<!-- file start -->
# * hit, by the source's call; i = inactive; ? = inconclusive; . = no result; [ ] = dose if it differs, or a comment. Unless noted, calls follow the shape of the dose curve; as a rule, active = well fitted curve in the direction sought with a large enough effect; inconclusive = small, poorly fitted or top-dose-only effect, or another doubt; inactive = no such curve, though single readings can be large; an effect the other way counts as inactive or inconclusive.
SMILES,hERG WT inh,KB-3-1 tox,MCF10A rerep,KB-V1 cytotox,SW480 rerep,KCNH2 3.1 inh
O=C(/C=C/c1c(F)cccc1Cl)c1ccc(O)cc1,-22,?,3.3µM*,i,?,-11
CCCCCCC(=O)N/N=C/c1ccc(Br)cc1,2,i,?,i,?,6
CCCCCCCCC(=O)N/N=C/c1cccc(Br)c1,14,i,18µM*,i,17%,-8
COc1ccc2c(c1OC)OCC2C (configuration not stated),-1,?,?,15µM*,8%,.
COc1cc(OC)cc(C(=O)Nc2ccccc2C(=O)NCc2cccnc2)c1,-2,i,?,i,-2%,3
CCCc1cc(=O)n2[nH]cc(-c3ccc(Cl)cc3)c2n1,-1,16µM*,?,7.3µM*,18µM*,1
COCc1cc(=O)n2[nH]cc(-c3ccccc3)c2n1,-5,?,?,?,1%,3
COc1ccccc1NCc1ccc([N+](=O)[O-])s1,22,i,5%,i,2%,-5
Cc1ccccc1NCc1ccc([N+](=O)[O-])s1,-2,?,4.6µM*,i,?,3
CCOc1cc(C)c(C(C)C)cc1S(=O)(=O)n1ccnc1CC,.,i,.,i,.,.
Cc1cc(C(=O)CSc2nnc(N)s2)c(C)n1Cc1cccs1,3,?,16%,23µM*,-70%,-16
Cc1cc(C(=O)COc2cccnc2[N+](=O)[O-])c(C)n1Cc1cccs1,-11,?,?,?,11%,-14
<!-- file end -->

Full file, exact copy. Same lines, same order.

# * hit, by the source's call; i = inactive; ? = inconclusive; . = no result; [ ] = dose if it differs, or a comment. Unless noted, calls follow the shape of the dose curve; as a rule, active = well fitted curve in the direction sought with a large enough effect; inconclusive = small, poorly fitted or top-dose-only effect, or another doubt; inactive = no such curve, though single readings can be large; an effect the other way counts as inactive or inconclusive.
SMILES,hERG WT inh,KB-3-1 tox,MCF10A rerep,KB-V1 cytotox,SW480 rerep,KCNH2 3.1 inh
O=C(/C=C/c1c(F)cccc1Cl)c1ccc(O)cc1,-22,?,3.3µM*,i,?,-11
CCCCCCC(=O)N/N=C/c1ccc(Br)cc1,2,i,?,i,?,6
CCCCCCCCC(=O)N/N=C/c1cccc(Br)c1,14,i,18µM*,i,17%,-8
COc1ccc2c(c1OC)OCC2C (configuration not stated),-1,?,?,15µM*,8%,.
COc1cc(OC)cc(C(=O)Nc2ccccc2C(=O)NCc2cccnc2)c1,-2,i,?,i,-2%,3
CCCc1cc(=O)n2[nH]cc(-c3ccc(Cl)cc3)c2n1,-1,16µM*,?,7.3µM*,18µM*,1
COCc1cc(=O)n2[nH]cc(-c3ccccc3)c2n1,-5,?,?,?,1%,3
COc1ccccc1NCc1ccc([N+](=O)[O-])s1,22,i,5%,i,2%,-5
Cc1ccccc1NCc1ccc([N+](=O)[O-])s1,-2,?,4.6µM*,i,?,3
CCOc1cc(C)c(C(C)C)cc1S(=O)(=O)n1ccnc1CC,.,i,.,i,.,.
Cc1cc(C(=O)CSc2nnc(N)s2)c(C)n1Cc1cccs1,3,?,16%,23µM*,-70%,-16
Cc1cc(C(=O)COc2cccnc2[N+](=O)[O-])c(C)n1Cc1cccs1,-11,?,?,?,11%,-14